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Upgrading from FC6 to Fedora 7 with yum

Now that Fedora 7 has been release it is time to upgrade from that crusty old Fedora Core 6. Note that they have removed the "Core" from the name so a few things have changed with the paths used in yum. Last year I did a post on how to upgrade from FC5 to FC6 and this upgrade happened on the first box I used for that.

  1. Before you start see the note after these steps about checking for disk labels
  2. yum update
  3. yum clean all
  4. I repeated update and clean all a second time to make sure everything got updated
  5. I then ran the command:
    rpm -Uhv
  6. I then found that I had to move fedora-development.repo and fedora-updates.repo out of /etc/yum.repos.d/ and replace them with fedora-development.repo.rpmnew and fedora-updates.repo.rpmnew. I also needed to remove a custom repo I had but no longer used so I didn't take time to figure out why it needed to be removed.
  7. I then did a yum -y update and waited
  8. After a good wait another X server was started so you may think about not doing the update while running under X. Luckily it was able to start on another console so all was ok. Now it was time for a reboot.
  9. After the reboot I had to fix up some NVidia issues but overall it looks like it upgraded without a problem

Notes on disk labels:

There are a few things listed in the release notes under Upgrade Related Issues.

The first was to make sure all your drives have labels. You can do this by running the command "/sbin/blkid" and then checking that each line that is not part of the LVM system has a LABEL entry. If you need to add a label to a drive use the "/sbin/e2label" command and then edit your /etc/fstab to use the label on boot instead of the device.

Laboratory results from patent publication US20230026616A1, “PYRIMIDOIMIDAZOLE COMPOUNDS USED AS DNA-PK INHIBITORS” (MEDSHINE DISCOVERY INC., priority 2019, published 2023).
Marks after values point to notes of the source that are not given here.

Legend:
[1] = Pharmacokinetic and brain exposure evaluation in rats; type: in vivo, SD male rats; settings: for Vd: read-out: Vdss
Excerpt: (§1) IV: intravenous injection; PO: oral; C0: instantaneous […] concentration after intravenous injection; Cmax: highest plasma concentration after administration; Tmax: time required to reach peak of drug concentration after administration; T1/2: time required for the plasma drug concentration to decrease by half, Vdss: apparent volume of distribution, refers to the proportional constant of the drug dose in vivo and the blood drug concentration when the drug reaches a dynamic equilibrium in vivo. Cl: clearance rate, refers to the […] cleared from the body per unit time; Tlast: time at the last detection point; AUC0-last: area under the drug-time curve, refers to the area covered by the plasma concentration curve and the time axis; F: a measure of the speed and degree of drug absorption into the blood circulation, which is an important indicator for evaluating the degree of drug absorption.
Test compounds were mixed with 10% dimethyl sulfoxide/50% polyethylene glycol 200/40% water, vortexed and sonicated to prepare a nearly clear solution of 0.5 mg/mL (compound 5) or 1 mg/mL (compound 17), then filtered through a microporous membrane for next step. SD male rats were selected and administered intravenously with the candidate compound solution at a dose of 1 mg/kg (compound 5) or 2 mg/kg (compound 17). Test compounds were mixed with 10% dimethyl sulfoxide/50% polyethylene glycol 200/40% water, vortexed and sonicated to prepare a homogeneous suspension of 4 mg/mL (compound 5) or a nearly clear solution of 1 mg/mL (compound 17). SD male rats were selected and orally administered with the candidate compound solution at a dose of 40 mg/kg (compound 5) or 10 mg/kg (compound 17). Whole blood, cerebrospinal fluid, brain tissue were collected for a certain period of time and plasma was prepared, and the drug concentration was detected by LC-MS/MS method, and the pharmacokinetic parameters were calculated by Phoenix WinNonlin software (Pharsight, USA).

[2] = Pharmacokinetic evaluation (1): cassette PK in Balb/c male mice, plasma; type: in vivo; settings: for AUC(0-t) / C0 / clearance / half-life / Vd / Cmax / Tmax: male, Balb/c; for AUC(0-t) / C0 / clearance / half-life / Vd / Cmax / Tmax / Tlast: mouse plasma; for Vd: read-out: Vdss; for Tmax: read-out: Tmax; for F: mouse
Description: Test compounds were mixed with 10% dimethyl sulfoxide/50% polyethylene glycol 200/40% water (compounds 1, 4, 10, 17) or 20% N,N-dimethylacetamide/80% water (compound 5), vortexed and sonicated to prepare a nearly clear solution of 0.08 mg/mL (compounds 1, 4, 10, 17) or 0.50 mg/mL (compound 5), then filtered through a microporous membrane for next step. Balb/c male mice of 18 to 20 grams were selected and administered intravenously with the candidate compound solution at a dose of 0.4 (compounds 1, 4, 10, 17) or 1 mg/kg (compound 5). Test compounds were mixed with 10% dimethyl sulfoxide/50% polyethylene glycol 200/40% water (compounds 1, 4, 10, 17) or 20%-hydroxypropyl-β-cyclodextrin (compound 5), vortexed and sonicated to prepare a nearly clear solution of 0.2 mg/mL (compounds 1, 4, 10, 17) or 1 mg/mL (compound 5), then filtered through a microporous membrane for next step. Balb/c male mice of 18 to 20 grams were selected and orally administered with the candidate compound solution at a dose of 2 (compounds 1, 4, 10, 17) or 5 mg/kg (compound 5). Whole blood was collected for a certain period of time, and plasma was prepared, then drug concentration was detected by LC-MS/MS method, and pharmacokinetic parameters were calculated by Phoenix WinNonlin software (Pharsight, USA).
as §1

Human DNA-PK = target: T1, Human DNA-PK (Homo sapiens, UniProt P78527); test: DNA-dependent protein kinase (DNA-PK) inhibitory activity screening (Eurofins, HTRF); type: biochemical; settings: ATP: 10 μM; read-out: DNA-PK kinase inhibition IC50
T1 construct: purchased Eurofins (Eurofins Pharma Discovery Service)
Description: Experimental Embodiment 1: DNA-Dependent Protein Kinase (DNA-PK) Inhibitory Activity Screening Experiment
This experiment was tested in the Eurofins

LABEL=/boot             /boot                   ext3    defaults        1 2

You don't need to label LVM drives since the LVM keeps track of the drives it uses on its own. The only drive I had on a stock install that wasn't under the LVM was /boot and it had a label already.

After you upgrade they sugest running the following command and then upgrading anything that has a date before the upgrade date:

rpm -qa --last > RPMS_by_Install_Time.txt 

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Acrobat Reader 7 and FC6

I broke down and wanted to install Adobe Acrobat Reader 7 on my FC6 box to replace xpdf. After installing it from the tar.gz version the acroread startup script bombed out with the error: expr substr 2400000000000 1

After a little searching I didn't find much help so I started looking at the script myself to see if I could track down the problem. It turns out that it wasn't that hard to fix. First off the script file was located at: /usr/bin/acroread

Open the script file and find the function named "check_gtk_ver_and_set_lib_path". This is the location of the first error you will hit. To fix the error you will need to change:

base_version=`expr substr "${base_version}0000000000" 1 $len_version`



You will find this two places and it needs to be changed in both. If you don't notice the 2nd place it is right after the first in a loop:

while [ $len_version -gt $len_base_version ]; do

The second problem you will have is located in the function "get_gtk_file_ver". Find this function and change the following line:

echo $mfile| sed 's/libgtk-x11-\([0-9]*\)\([0-9]\)00.\([0-9]*\)\|\(.*\)/\1\2\3/g'


echo $mfile| sed 's/libgtk-x11-\([0-9]*\)\([0-9]\)000.\([0-9]*\)\|\(.*\)/\1\2\3/g'

Now you should be able to run acroread without errors.